You’ve worked your butt off opening an insurance brokerage. People walk in the door and you sell them insurance. Or do you? We often choose our job and career because we like the job or the product or the industry. “High tech is fast-paced and exciting,” my friends exclaim as they dive head first into the Next Insanely Great Thing. It becomes easy to fool ourselves into believing our customers think about our product the same way we do. Yet our long-term survival depends on knowing what we’re really selling.
Selling the product when customers buy the benefit
Since we don’t know what customers are buying–only what we’re selling–we think we’re selling our product. To find out what customers are really buying, look to the benefit they’re getting. Verizon needs this lesson. My next door neighbor has had an unlisted phone number for the last 40 years. She recently heard that Verizon is now reporting phone bill payments to credit card agencies. She called and complained. “My account number is my phone number. By sharing my record, you’re violating my privacy.” The customer service rep smartly informed her that she’s paying $5/month to keep her number from being listed in the directory. She’s not paying for “privacy.”
Guess what? He’s wrong. The only way Verizon used to share her number was through the directory. People who wanted privacy would pay for an unlisted number and they were covered. Now that Verizon gives out numbers in databases, etc., they seem to think that customers won’t mind unsolicited calls as long as the calls didn’t originate from the printed directory or 411. Poppycock! My neighbor is buying privacy, and Verizon is going to lose $5/month unless they start selling privacy, and not just an unlisted number.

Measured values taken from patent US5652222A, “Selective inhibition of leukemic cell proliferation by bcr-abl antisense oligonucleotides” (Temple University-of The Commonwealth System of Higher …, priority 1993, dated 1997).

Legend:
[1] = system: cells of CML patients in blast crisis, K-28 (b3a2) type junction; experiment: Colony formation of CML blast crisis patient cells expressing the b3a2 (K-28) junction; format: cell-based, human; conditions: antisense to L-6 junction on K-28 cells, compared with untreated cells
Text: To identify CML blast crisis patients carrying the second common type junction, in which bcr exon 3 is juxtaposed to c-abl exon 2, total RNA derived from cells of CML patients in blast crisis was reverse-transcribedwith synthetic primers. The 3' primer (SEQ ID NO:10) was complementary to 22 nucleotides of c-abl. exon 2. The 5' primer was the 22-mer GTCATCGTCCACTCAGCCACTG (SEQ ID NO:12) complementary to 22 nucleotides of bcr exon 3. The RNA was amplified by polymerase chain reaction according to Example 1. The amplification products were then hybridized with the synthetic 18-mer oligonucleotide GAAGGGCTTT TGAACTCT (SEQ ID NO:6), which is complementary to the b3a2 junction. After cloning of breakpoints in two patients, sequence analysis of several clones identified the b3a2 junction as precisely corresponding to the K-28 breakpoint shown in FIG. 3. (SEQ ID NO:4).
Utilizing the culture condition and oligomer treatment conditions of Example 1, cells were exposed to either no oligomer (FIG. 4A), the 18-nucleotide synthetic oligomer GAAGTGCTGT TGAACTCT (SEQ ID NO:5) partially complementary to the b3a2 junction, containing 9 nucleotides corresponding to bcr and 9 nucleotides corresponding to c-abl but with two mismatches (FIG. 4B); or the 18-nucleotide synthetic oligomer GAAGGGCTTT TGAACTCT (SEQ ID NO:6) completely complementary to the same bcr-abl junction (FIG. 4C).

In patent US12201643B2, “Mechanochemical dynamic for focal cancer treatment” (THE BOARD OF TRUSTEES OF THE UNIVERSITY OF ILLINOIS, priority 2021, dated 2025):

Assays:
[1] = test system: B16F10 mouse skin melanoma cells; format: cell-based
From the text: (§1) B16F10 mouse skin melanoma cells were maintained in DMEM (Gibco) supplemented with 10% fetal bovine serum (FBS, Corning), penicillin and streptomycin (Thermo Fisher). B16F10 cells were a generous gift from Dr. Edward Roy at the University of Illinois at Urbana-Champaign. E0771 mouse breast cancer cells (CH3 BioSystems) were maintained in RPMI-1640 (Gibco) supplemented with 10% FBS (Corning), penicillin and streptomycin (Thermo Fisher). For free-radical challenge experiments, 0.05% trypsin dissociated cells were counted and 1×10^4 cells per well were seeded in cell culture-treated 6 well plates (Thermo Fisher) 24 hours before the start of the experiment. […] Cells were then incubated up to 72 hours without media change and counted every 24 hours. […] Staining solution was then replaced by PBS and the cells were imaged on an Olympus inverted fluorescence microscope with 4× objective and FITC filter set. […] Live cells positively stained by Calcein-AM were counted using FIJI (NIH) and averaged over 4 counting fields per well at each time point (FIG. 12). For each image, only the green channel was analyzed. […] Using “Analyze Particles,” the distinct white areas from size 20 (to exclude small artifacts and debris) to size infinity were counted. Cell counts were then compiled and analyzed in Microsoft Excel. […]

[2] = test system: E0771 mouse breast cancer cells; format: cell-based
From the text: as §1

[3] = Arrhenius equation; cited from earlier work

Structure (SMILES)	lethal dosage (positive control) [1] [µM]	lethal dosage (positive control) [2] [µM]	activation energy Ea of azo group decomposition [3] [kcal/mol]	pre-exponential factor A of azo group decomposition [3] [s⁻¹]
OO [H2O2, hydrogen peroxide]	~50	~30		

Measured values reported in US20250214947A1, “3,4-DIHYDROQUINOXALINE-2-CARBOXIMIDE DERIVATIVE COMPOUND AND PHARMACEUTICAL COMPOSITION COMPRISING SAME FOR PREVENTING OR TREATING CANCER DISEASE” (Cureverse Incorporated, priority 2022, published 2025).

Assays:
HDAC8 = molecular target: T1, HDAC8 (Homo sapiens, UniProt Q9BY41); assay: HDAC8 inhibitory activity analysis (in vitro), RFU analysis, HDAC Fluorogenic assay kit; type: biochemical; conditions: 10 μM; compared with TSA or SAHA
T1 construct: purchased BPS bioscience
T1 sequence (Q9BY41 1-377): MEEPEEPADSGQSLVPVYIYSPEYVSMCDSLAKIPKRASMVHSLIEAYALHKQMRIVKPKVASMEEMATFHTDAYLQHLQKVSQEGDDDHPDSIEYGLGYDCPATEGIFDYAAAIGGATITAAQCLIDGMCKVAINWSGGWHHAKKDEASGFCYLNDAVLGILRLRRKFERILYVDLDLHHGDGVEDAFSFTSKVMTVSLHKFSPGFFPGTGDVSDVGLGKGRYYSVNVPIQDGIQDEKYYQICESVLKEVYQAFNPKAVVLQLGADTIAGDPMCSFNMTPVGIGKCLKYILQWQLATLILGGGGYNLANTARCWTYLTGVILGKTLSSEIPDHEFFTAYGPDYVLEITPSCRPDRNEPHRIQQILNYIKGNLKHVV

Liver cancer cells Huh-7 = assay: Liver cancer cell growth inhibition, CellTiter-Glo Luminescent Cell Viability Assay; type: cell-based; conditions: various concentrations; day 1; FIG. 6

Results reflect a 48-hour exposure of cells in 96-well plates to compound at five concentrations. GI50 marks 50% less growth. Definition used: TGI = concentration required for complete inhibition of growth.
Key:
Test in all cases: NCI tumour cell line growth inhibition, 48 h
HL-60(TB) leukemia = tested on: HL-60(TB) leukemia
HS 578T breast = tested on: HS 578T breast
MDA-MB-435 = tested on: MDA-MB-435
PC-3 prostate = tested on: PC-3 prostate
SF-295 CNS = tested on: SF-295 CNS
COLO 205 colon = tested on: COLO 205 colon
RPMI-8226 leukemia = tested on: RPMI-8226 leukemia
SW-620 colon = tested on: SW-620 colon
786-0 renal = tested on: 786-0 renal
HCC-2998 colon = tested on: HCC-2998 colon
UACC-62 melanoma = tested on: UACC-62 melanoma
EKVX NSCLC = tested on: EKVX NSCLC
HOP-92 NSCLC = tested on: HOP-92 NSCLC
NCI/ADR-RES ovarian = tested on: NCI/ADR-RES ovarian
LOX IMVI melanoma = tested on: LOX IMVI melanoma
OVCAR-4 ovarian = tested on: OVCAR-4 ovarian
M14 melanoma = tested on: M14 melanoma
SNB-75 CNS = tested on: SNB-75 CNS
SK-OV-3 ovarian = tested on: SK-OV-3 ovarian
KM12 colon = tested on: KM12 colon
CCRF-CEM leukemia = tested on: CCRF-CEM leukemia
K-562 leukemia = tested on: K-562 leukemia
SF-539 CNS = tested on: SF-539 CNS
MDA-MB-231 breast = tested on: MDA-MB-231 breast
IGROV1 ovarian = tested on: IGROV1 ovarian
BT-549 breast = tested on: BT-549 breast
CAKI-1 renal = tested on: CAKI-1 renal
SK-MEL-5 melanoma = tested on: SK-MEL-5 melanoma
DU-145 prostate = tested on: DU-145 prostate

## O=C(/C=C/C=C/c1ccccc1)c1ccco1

Sometimes customers are buying the interactions
What if you’re selling a commodity? Customers get the same benefit from any other producer of your commodity. But the experience of buying from you might be different. Customers might be buying that experience.
My local bookstore (www.PorterSquareBooks.com) charges full retail prices in a community full of techie geeks who love Amazon.com. They’re not just doing well, they’re thriving. Why? Because they’re not selling books. The physical layout of the store is light, airy, and open. Books in the center of the store are on tables, while the bookshelves line the walls. Freestanding bookshelves are arranged so aisles open into the middle. No matter where you are in the store, you never feel hidden or isolated. Shortly after opening, they added a cafe where people can sit, read, and work. Next, they started having book readings by authors, book clubs, and the like. Despite the higher-than-online prices, the bookstore is almost always buzzing with people. Because even though they make money with a commodity, books, they’re selling something far rarer today: community.
Selling community is very different from selling books. It means expanding into areas that bring people together, that encourage interaction, and that create a sense of belonging. Amazon sells books, and they’ve expanded product-wise. Now you can buy lawn furniture, too. Yippee. Recently, Amazon has added Blogs and Wikis and other community elements, but I’m convinced. Amazon online will never be more than a pale imitation of Porter Square Books in-person.
Here are a few more examples:
- Ad companies don’t sell advertising campaigns. They sell sales.
- Consulting companies don’t sell hours, they sell advice and/or results.
- Media placement companies don’t sell ad impressions, they sell prospect calls.
- Clothing stores aren’t selling clothes, they’re selling identities.
Take the time to understand what your customers are buying. Are they buying your product or service? Are they buying the benefit they get from your product? Are they buying the interaction around your offering? Understanding what you’re selling is the key to knowing how, why, and where to go next to grow your business.